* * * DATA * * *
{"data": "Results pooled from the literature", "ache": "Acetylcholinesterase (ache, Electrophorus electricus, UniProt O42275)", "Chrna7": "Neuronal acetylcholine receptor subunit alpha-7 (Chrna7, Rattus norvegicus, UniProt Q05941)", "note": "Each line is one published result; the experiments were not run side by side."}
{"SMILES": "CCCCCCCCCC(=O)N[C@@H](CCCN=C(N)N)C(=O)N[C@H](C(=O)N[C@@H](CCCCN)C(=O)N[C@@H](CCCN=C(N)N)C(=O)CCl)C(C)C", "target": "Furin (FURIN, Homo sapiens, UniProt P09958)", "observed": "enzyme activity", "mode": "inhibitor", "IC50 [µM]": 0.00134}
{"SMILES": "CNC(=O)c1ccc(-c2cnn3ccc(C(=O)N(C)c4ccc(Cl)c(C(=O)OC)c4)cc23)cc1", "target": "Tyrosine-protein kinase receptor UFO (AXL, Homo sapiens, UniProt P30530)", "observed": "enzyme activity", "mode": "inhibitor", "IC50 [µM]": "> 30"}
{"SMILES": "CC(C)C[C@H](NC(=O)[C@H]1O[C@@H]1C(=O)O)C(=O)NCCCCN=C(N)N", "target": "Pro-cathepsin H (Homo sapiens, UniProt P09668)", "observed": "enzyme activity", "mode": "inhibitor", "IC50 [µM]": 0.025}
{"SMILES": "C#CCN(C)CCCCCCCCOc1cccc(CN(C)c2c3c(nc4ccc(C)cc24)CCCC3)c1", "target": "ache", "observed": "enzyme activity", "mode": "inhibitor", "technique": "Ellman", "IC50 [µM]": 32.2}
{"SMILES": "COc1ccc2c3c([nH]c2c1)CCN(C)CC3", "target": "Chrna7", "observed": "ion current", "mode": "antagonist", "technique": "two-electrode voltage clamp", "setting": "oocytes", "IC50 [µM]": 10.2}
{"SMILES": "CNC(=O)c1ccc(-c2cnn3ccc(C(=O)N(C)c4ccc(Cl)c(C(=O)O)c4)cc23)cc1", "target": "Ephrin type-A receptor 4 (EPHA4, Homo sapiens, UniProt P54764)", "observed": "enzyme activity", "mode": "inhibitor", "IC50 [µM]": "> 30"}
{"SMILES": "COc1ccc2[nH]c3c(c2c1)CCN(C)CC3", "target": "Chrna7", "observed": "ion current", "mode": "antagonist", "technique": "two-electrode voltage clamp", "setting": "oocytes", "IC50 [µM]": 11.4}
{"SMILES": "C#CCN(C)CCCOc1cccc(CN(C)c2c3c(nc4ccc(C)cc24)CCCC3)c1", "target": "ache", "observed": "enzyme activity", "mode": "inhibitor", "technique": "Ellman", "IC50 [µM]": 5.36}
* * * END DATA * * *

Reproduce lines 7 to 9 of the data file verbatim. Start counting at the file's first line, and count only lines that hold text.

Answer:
{"SMILES": "CNC(=O)c1ccc(-c2cnn3ccc(C(=O)N(C)c4ccc(Cl)c(C(=O)O)c4)cc23)cc1", "target": "Ephrin type-A receptor 4 (EPHA4, Homo sapiens, UniProt P54764)", "observed": "enzyme activity", "mode": "inhibitor", "IC50 [µM]": "> 30"}
{"SMILES": "COc1ccc2[nH]c3c(c2c1)CCN(C)CC3", "target": "Chrna7", "observed": "ion current", "mode": "antagonist", "technique": "two-electrode voltage clamp", "setting": "oocytes", "IC50 [µM]": 11.4}
{"SMILES": "C#CCN(C)CCCOc1cccc(CN(C)c2c3c(nc4ccc(C)cc24)CCCC3)c1", "target": "ache", "observed": "enzyme activity", "mode": "inhibitor", "technique": "Ellman", "IC50 [µM]": 5.36}